This amazing building was glazed with special façades of angled glass panes that could reflect sunlight and the sky above. These panes of glass meant that the appearance of the Shard would change with the weather and seasons. It also meant 11,000 windows! That translates to 8 football pitches or 602.779sq feet.

Now that is a serious window cleaning headache!

David Burrows /

The View from The Shard is the highest vantage point from any building in Western Europe and almost twice as high as any other viewing point in London with a 360 degree view. It will be awe inspiring to experience the view from the Shard opening on 1 February 2013 and we can’t wait!
If this blog has sparked an interest in this stunning building, there is more information and a wonderful gallery of photos on the Shard website

Health and Safety series: Just when you thought everything had been said about the 2012 Olympics……..

1 Oct

We thought we should discuss one of the little known legacies. We all know that Health and Safety is an important consideration for the construction industry as a whole. This is particularly pertinent for our valiant FENSA fitters, out in all weathers; working at height, power tools… you know the scenarios! So what is the 2012 legacy left to the construction industry? Well, it can benefit from the health and safety strategies used in the construction of the Olympic Park.

You may be unaware that the Olympic Park was built with zero construction fatalities. Considering the size of the project, 3 million hours worked without a single reportable injury and being the largest construction site in Europe, with more than 12,000 workers, the reportable accident rate on the Olympic Park was around a third of the construction-industry average and below the national average for all workplaces. This is an amazing achievement.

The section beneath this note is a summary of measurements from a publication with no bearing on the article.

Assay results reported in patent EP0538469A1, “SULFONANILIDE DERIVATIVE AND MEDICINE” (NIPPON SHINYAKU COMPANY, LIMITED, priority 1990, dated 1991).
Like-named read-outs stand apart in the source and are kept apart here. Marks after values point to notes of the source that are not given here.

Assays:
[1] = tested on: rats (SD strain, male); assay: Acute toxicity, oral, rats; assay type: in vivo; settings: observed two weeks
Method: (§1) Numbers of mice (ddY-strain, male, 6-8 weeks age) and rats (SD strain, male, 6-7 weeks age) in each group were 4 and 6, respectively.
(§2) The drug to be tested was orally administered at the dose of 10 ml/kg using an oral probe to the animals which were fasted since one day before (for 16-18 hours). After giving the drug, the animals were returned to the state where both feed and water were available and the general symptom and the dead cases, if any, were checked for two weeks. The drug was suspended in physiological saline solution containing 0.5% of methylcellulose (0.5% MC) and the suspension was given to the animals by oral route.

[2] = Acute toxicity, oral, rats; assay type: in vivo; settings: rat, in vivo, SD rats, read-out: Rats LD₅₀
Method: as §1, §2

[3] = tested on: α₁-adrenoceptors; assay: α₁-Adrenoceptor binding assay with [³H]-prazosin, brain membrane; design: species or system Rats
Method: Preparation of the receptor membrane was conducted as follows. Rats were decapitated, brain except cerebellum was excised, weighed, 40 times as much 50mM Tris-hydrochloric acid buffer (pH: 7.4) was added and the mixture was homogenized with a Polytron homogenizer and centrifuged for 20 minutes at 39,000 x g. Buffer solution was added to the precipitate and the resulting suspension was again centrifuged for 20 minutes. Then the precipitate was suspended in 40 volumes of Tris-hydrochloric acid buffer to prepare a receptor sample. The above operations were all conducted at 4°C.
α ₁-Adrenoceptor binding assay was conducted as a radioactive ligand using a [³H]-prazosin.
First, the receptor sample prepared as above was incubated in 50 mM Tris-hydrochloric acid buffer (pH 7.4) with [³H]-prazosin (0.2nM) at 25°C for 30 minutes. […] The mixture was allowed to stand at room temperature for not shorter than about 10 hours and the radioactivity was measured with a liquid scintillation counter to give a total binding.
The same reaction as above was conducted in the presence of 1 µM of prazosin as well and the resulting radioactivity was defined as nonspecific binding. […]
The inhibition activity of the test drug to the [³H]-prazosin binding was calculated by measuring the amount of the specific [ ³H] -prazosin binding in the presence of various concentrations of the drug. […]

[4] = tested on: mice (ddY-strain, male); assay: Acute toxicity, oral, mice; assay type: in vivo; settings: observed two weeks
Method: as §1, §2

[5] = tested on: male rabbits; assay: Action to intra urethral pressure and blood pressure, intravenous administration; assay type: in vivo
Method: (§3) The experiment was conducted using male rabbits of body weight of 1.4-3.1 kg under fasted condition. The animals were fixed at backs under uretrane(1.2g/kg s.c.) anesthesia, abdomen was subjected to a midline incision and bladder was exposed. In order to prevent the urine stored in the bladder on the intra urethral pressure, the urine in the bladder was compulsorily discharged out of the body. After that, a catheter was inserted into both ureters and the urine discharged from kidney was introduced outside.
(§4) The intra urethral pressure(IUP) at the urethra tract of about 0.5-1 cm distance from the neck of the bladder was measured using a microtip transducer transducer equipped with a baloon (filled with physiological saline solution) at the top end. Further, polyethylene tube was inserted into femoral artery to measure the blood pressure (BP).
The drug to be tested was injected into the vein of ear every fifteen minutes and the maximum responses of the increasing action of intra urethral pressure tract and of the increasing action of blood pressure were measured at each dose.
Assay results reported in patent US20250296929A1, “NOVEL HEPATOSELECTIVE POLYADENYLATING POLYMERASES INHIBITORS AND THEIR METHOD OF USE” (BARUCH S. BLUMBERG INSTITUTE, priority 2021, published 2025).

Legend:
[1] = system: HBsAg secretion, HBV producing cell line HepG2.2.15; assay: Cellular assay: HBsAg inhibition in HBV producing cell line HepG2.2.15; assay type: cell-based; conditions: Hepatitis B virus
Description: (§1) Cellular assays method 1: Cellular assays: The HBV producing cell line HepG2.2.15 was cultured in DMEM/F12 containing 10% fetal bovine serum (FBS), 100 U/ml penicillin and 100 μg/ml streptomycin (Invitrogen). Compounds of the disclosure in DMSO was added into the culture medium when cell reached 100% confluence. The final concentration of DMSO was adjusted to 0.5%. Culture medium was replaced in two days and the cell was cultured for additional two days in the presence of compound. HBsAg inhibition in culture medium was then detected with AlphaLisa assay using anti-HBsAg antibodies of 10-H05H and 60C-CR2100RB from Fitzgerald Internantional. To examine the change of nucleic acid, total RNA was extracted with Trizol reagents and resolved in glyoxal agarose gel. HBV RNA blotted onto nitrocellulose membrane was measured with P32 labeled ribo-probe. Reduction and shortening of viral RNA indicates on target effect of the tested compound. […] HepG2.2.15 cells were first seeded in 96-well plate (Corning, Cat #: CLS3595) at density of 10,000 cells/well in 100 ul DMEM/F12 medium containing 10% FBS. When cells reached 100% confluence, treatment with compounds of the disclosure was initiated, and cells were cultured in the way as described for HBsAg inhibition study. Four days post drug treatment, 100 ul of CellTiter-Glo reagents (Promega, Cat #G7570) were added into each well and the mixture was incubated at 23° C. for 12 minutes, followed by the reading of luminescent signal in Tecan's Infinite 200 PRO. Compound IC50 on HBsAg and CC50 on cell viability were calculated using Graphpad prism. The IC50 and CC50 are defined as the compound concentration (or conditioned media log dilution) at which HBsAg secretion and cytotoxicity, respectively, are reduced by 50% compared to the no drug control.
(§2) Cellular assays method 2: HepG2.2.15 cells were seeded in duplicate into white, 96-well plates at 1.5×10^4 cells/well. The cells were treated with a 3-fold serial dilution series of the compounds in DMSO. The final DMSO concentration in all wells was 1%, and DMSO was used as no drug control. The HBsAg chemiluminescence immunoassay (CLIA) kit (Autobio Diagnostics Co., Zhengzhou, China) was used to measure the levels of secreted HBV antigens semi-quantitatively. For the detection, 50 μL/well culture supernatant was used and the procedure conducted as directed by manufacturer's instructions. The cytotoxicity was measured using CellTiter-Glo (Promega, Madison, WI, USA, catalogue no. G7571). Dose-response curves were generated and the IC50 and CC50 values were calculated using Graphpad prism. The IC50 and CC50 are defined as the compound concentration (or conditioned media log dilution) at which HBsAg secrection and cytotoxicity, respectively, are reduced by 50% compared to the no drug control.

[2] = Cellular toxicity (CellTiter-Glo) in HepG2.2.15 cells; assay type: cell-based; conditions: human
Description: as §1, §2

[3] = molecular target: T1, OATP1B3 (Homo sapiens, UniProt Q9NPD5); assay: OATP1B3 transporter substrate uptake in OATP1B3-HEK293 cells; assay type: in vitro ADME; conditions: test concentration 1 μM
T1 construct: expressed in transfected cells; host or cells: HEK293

It stands to reason then, that the construction industry should look to safety methods used while building the Olympic Park.

So, how did they do it?
The Olympic Park was the first construction site in the UK to have a dedicated team of health experts on site working on preventing ill health as well as accidents.
A study by the Institution of Occupational Safety and Health and the Health and Safety Executive found 5 important strategies that were implemented.
Lead from the top. The Olympic Delivery Authority set standards and also visibly engaged with the workforce to direct, motivate and change behaviour.
Develop competent supervisors. The positive impact of technically knowledgeable supervisors upon health and safety was understood, as well as softer communication skills to influence understanding and behaviour.
Foster an open, positive safety culture. If workers are engaged and feel managers care for their wellbeing, they’re more likely to get involved with the health and safety process.
Reward good behaviour. Incentives and rewards helped to promote and encourage safe behaviour.
Review and learn. Any problems were constantly reviewed and communicated across the organisation.

Ok, a lot of words there, but the really important aspect of these strategies showed that they were often at little cost to contractors, so a good health and safety record could be maintained throughout the build, by whatever company was involved.

There was also very encouraging evidence that workers from the Olympic Park, continued to implement the safety lessons they had learned, even after they moved to other construction projects. So these health and safety policies should filter down to our FENSA Fitters, where ever they may be working – We think this is a legacy worth having!

If you want to learn more, there is a HSE document ‘Safety Culture on the Olympic Park’